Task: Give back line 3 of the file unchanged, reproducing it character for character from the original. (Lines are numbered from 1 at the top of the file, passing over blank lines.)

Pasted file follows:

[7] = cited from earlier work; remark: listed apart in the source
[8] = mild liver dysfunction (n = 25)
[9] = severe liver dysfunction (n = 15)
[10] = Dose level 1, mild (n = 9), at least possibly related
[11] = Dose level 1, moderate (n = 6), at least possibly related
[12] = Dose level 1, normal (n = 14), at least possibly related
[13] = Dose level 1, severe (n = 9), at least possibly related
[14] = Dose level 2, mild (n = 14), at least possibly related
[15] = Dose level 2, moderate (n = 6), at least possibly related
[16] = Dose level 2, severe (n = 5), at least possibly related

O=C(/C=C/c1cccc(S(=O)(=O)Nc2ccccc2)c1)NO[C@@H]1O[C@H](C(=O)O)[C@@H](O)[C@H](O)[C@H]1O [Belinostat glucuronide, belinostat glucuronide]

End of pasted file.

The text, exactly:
[9] = severe liver dysfunction (n = 15)